Palace of Arts - Trafó -
BJC - Ráday str.
8-12th September 2010
In its eighth year BMC's annual jazz festival (previously called MOL Jazz Festival) has rejuvenated itself as Jazzforum Budapest, with the considerable support of the new main sponsor Hello HD.
The festival still keeps to its traditional remit of providing a comprehensive cross-section of the of the actual flag bearers of jazz. During five days of music the styles will range from the widely accepted variations of the mainstream to the more experimental sounds appreciated by the cognoscenti, while giving nearly equal room to well-known artists and the up-and-coming young Turks.
Three main venues will accommodate 16 concerts which, with one exception, will be joint ventures by Hungarian and foreign musicians but even that odd gig will be a co-production of musicians from various countries. Through these joint efforts the festival aims to show where is jazz at in Hungary today, how we fit into an international context and, within that, how can we still have our own individual voice.
The concerts of the opening and closing day will be held, as usual, in the Palace of Arts. During the three days in between there will be two concerts daily at the Trafó House of Contemporary Arts. These productions will present mainly the cutting edge of the genre. The early evening concerts in Trafó will be followed by two predominantly mainstream gigs at the Budapest Jazz Club, where the proceedings will end in a jam session on Friday and Saturday stretching well into the late hours of the night.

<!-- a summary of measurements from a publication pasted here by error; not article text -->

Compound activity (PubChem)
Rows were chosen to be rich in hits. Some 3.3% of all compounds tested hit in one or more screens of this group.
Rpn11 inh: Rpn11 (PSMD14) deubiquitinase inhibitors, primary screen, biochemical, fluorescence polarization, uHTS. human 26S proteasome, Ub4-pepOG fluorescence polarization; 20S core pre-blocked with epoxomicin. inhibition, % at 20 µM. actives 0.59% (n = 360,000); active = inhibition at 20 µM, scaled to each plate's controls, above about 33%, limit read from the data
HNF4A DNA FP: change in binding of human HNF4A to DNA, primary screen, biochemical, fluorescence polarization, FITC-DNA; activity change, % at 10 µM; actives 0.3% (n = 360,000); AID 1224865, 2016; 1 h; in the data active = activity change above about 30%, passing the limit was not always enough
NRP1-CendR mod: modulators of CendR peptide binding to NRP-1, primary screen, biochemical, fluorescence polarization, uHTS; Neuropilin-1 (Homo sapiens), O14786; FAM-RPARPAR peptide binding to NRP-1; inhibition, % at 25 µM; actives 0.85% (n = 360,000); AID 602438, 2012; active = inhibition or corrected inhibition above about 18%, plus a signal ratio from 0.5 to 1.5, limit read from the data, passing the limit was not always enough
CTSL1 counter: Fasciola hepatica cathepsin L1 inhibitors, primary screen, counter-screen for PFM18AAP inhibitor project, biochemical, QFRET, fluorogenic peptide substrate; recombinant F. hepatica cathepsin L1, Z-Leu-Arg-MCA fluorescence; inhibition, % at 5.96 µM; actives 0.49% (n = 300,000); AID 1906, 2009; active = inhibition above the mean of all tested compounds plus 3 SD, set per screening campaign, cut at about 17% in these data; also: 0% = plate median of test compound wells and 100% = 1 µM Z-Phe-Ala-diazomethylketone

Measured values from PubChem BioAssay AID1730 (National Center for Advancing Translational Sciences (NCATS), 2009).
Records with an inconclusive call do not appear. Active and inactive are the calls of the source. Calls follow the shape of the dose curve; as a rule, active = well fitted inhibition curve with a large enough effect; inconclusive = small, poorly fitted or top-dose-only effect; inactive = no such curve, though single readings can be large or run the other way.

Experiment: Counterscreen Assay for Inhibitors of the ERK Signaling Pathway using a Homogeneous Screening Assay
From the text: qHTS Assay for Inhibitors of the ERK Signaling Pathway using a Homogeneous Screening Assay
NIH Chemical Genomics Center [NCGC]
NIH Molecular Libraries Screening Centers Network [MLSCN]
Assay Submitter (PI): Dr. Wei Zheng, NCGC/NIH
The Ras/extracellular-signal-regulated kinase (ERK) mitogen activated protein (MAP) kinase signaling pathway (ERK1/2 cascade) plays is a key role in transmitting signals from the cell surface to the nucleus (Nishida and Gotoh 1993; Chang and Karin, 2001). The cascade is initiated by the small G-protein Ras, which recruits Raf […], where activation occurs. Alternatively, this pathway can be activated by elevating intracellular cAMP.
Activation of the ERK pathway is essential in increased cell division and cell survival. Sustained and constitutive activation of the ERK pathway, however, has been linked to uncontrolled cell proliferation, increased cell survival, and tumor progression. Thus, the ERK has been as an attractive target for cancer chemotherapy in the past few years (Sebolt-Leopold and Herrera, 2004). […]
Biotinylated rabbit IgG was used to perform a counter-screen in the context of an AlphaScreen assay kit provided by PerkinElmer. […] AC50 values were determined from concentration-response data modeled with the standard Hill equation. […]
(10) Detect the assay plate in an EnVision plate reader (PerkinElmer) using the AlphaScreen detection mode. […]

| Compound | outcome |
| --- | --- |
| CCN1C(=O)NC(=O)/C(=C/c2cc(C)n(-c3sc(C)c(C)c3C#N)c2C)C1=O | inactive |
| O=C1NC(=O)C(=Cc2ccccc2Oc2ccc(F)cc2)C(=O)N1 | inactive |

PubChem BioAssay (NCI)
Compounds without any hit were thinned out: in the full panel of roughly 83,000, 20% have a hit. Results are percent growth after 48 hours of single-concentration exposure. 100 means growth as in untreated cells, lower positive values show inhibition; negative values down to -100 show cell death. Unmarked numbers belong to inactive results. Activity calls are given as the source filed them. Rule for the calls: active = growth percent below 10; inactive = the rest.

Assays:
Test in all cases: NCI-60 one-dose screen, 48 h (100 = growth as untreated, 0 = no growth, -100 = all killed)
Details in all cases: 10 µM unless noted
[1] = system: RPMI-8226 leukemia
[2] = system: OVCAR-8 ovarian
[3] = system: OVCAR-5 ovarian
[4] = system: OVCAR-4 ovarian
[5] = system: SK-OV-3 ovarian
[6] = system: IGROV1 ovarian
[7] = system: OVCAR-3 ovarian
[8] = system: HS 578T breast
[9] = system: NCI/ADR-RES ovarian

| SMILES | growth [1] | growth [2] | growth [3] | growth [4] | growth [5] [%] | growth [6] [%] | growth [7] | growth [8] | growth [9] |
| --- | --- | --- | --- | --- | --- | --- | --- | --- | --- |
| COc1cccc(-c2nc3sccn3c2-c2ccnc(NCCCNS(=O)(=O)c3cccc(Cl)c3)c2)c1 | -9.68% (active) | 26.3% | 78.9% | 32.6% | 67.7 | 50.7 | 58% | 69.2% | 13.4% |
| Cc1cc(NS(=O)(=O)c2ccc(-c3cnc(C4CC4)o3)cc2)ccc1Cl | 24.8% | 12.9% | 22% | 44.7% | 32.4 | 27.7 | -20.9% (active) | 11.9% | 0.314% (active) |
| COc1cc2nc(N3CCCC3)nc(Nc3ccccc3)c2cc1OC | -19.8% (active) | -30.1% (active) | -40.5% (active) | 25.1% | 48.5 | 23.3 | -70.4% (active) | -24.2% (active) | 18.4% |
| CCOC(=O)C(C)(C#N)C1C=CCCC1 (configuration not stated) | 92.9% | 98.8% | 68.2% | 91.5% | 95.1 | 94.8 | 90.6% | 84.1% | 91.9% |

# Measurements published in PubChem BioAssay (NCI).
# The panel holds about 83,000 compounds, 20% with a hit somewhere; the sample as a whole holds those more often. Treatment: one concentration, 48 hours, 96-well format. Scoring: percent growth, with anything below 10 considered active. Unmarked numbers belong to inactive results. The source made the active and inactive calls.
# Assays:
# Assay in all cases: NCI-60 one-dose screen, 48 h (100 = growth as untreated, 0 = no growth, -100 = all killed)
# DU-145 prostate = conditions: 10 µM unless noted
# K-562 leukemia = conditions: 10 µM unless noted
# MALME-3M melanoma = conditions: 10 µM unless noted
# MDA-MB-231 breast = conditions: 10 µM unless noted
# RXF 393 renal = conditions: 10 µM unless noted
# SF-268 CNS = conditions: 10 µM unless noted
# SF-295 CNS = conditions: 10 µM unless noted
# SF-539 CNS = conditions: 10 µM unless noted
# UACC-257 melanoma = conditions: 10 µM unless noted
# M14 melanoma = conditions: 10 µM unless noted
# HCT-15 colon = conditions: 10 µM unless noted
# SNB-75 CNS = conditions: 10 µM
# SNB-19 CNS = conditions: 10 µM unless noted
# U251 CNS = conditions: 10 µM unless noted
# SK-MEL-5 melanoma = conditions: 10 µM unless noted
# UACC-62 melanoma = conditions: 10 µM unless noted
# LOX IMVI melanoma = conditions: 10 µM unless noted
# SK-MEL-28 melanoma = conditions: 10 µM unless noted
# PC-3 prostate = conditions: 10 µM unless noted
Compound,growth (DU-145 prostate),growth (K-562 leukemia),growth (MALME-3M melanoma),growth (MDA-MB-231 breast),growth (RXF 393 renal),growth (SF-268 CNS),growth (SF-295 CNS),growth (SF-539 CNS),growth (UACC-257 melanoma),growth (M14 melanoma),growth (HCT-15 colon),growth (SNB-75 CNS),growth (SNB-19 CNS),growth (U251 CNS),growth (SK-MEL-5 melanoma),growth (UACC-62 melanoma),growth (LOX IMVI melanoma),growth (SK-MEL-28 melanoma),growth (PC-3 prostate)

This year's productions will stage mostly unique line-ups that will not have been seen before. We'll also accommodate several special encounters between musical worlds that have been hitherto considered distant from each other.
For nearly a whole decade Jazzforum Budapest has been dedicated to presenting modern European jazz. Accordingly, the programme for 2010 will also centre on the outstanding artists of the Continent. However, alongside performers from the, in jazz terms, dominant West European countries, musicians of Polish, Serbian and Turkish origin will also take the stage. The cradle of jazz, America will be represented by two joint projects with local musicians.
The special focus of this year's festival is provided by the year-and-a-half of consecutive EU presidency by Spain, Belgium and Hungary. Eight performances staged at the special venues will come under the heading of the Trio events.
Smaller scale but nevertheless important series can be enjoyed at Trafó, the venue for contemporary jazz concerts where, for three days running, the link between innovative musicians from the three definitive European jazz-scenes - those of France, Germany and Holland - will be provided by a Hungarian instrument, the cimbalom played by one of its leading exponents, Miklós Lukács.
Budapest Music Center, the organisation responsible for devising and organising the festival programme, in its capacity as a record company has undertaken to record those productions that carry the promise of international success. This undertaking is all the more pronounced in the present programme as the festival presents eight premier concerts of new BMC albums.
One of the definitive and colourful features of the jazz festival has always been the series of free gigs going on in the clubs, cafés and little theatres of Ráday Street where mainly the younger, local bands strut their stuff. This year is no exception and during the middle three days of the festival four such venues will stage jazz simultaneously, so that another 12 concerts will delight music lovers.